The New International Encyclopædia/Great Basin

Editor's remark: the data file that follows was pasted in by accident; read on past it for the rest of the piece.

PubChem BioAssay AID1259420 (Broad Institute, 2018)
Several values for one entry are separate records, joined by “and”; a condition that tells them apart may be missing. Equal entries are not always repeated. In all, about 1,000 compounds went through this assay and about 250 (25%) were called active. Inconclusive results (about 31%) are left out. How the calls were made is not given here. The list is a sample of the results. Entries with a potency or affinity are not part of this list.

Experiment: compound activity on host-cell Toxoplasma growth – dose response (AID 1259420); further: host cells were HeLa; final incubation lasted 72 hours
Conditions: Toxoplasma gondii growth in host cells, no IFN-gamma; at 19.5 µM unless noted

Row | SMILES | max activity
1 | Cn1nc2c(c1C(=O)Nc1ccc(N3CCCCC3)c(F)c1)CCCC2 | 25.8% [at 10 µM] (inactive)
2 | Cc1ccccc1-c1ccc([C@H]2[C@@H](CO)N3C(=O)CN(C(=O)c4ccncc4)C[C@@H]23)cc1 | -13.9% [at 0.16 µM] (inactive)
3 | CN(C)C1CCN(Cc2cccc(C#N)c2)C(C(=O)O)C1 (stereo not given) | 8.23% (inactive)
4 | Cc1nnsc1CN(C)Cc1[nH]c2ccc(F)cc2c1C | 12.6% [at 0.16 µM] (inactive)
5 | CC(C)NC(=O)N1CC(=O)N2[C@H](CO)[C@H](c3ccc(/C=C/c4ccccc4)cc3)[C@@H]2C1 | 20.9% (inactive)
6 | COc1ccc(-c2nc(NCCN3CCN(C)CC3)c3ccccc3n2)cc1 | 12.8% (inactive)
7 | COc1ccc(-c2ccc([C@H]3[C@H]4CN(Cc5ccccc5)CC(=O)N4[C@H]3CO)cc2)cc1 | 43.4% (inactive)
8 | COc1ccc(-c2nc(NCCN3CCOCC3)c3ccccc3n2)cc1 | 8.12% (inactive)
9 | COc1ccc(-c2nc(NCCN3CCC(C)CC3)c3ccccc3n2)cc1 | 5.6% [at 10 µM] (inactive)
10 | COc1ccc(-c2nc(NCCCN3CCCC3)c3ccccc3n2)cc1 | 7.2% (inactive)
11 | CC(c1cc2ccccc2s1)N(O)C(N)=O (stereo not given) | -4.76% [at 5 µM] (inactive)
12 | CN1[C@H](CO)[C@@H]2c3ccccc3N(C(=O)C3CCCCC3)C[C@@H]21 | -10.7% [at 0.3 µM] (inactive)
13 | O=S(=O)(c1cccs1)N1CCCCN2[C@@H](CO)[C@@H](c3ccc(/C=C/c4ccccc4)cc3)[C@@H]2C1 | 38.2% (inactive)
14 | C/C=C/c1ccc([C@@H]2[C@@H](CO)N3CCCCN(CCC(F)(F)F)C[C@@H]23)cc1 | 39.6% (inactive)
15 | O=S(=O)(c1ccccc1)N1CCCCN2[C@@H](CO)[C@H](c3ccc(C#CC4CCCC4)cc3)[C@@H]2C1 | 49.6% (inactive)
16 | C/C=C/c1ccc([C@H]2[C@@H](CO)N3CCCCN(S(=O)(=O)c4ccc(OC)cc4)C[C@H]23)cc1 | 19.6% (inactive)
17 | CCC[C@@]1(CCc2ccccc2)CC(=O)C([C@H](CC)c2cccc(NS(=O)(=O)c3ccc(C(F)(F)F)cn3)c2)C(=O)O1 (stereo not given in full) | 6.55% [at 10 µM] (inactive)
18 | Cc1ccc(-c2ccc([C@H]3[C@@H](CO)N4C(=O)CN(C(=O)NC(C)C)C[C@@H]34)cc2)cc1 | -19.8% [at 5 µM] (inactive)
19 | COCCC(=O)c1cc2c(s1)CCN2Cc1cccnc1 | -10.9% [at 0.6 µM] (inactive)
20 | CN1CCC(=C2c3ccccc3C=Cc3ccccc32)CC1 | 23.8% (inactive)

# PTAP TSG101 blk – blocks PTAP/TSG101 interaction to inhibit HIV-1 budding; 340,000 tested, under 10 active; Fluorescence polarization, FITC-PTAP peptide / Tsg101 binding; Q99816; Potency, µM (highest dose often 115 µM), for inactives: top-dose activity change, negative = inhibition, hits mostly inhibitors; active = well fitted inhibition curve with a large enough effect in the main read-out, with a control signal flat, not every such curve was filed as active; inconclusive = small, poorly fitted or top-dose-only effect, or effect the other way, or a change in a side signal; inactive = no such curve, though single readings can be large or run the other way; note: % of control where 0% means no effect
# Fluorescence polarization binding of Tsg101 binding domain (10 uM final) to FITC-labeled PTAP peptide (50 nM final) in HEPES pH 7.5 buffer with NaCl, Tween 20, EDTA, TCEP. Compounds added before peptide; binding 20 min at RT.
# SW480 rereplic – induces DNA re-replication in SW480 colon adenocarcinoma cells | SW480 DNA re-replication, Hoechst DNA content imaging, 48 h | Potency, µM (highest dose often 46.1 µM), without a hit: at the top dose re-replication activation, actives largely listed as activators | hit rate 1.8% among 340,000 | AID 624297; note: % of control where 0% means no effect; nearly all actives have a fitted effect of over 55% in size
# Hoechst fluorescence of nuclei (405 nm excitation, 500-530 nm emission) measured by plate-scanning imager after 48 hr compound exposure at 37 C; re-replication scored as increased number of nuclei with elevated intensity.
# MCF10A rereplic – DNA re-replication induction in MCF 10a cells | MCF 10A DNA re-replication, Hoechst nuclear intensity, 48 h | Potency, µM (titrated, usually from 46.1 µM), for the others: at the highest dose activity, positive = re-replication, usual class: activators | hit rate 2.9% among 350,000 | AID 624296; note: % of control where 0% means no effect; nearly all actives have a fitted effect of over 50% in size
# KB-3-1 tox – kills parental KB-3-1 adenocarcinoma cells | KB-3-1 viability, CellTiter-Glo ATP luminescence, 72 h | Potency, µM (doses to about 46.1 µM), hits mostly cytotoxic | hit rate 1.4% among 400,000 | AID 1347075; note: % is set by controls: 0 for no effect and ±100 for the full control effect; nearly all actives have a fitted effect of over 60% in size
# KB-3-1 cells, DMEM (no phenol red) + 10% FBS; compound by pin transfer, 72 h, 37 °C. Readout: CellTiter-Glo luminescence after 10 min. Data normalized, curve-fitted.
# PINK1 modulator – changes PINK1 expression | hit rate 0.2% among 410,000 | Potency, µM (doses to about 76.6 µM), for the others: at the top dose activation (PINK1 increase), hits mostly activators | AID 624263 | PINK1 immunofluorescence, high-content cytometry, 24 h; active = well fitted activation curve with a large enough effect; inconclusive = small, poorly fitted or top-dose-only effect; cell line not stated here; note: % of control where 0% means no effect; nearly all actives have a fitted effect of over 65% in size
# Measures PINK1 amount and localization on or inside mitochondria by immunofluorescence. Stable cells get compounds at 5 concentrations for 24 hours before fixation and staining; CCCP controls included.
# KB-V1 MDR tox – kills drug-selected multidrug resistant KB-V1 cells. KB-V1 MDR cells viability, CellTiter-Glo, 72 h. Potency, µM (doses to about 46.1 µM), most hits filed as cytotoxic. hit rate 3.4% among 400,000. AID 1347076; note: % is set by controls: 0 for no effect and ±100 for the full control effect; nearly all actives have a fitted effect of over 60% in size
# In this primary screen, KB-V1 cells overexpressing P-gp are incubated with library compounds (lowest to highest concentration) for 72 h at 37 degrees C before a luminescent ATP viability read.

GREAT BASIN. An area of inland drainage in the Western United States, situated between the Wasatch Mountains on the east and the Sierra Nevada and Cascade ranges on the west. It comprises most of Nevada and portions of Utah, Oregon, Idaho, and California, and has a total area of about 210,000 square miles. The basin has a gradual slope from the north, where the elevation is 4000 feet above the sea, toward the south, forming a tilted plateau whose surface is broken by interrupted groups of mountains with a general north and south trend. The Humboldt River is the only perennial stream of any size rising in the interior of the basin, but on the borders there are numerous short streams, which have their sources in the snow-fields of the Wasatch and Sierra Nevada ranges, and which act as feeders to a number of lakes, including Winnemucca, Carson, Owens, Mono, Pyramid, Sevier, Utah, and Great Salt Lake. Many of these lakes were greatly expanded during Pleistocene time. (See Lake.) There are several large arid wastes within the basin, such as Great Salt Lake Desert, Carson Desert, and Mohave Desert, and the climate of the whole region is dry. Agriculture is confined to irrigated lands, but the mineral resources are of great importance. See Great Salt Lake.